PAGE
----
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Facebook tells Congress how it thinks Libra should be regulated

Facebook tells Congress how it thinks Libra should be regulated

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Facebook will not launch the cryptocurrency Libra until it has “fully addressed regulatory concerns,” according to David Marcus, the head of Facebook’s Calibra. The remarks are prepared testimony he plans to give tomorrow, in front of the US Senate Banking Committee.

The testimony outlines how Facebook believes Libra — the cryptocurrency it plans to launch next year, with an initial focus on transferring money — will be regulated across the globe. It comes in response to concerns from top lawmakers, who have called on Facebook to testify about its plans to offer banking-related services. It also comes just days after President Trump indicated that Facebook may have to be regulated like a bank in order to offer these services. (This suggestion is somewhat different than the Securities and Exchange Commission’s take, which is that Libra may be an exchange-traded fund.)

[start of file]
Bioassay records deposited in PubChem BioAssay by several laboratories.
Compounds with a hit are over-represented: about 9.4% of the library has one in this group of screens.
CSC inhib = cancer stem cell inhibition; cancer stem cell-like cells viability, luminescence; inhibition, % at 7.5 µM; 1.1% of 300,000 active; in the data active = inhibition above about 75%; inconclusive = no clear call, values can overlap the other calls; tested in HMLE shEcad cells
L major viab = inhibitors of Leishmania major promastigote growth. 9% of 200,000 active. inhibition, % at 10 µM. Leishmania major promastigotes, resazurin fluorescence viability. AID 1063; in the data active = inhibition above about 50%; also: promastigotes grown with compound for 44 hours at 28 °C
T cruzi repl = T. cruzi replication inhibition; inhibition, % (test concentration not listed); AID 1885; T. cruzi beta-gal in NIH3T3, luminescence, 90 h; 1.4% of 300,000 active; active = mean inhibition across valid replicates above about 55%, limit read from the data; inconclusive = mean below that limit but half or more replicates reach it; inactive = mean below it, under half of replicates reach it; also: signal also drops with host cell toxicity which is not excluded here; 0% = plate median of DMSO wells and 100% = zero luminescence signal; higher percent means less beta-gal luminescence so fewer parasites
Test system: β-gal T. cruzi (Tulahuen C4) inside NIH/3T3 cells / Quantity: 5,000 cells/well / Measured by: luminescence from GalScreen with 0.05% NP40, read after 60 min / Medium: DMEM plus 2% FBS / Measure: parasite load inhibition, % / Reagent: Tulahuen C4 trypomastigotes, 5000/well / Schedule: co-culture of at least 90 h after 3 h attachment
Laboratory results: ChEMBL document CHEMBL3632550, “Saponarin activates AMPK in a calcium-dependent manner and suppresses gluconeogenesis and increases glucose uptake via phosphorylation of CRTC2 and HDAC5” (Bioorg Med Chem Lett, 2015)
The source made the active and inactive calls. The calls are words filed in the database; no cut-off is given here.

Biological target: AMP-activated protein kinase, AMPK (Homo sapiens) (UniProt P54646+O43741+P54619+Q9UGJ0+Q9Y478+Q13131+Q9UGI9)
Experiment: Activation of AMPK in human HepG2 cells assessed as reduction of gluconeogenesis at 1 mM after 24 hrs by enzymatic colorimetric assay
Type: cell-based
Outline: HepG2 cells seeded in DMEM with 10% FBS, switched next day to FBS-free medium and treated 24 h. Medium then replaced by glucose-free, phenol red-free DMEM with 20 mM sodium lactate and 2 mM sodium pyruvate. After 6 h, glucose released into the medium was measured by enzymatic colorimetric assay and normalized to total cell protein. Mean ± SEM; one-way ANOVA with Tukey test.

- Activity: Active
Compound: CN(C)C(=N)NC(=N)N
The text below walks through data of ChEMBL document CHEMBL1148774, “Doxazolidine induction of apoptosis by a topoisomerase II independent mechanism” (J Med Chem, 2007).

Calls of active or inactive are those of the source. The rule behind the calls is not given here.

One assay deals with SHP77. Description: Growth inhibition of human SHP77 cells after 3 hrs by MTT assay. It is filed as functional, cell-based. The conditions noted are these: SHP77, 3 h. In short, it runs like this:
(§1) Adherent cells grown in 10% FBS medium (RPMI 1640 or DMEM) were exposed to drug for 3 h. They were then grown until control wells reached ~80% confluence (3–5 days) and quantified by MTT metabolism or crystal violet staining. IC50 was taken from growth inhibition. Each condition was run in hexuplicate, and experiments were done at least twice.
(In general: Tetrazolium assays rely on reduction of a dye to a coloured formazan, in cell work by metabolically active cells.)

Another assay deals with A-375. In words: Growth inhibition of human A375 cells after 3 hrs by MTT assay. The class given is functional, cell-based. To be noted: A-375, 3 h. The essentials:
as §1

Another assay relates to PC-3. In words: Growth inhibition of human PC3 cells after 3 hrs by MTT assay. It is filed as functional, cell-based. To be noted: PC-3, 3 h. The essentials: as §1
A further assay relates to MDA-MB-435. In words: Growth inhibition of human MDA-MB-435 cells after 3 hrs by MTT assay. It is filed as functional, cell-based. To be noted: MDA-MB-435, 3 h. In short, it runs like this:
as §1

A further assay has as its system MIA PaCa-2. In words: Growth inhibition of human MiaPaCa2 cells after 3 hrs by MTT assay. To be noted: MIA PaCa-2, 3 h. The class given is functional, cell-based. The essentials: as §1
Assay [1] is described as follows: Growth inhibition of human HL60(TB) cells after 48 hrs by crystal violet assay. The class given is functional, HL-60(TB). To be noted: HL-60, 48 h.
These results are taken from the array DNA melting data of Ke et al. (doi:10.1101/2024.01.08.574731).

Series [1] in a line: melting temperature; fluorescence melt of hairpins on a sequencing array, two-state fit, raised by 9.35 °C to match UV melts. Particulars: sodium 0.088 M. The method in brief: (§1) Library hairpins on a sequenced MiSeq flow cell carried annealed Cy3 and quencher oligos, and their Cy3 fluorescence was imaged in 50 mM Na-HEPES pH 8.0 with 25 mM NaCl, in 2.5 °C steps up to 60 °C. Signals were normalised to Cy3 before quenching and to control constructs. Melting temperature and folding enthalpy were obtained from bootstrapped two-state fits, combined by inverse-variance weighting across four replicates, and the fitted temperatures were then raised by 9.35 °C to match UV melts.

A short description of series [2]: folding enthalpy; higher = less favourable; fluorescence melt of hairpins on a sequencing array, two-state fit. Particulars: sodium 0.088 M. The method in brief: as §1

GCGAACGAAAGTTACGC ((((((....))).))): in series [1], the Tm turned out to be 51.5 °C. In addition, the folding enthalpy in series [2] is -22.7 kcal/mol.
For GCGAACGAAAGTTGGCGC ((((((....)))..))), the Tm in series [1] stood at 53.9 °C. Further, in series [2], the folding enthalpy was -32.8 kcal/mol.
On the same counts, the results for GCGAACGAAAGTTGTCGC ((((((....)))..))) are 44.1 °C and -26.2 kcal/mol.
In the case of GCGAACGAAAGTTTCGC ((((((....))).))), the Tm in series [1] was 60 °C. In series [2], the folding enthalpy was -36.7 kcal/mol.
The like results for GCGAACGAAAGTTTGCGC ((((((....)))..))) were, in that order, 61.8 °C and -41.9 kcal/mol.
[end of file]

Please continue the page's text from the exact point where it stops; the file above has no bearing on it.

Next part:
Because the Libra Association is headquartered in Switzerland, Marcus says he expects the currency to be regulated by Switzerland’s financial regulator. The association is currently in “preliminary discussions” with the Swiss regulator. It will also be under the jurisdiction of Switzerland’s national privacy regulator.

There is no charter in place for the Libra Association, which Facebook has previously said it wants the other members to help design. Without a charter, all discussions are necessarily preliminary; it’s hard to know how to regulate a thing that doesn’t yet have rules.

US and state regulators will be involved when it comes to regulating services that offer Libra, such as Calibra and its digital wallet, Marcus said in the statement. In Marcus’ vision, states will montior Calibra as a money transmitter, with the Federal Trade Commission overseeing consumer protections. These services as well as the broader Libra Association will also register with the United States’ Financial Crimes Enforcement Network to comply with sanctions, and they’ll follow national security laws designed to prevent the financing of terrorism. There is nothing in the statement about the SEC, and Marcus considers Libra to be more like cash than an investment tool.

There’s been significant confusion around how Libra will be regulated in the month since it was announced. Facebook is by far the biggest company to involve itself in cryptocurrency, and laws meant to protect consumers and nations from its actions could dramatically impact how other cryptocurrencies function. As regulators consider Libra, Marcus says he expects to go through the “most extensive and most careful pre-launch oversight” in financial tech history.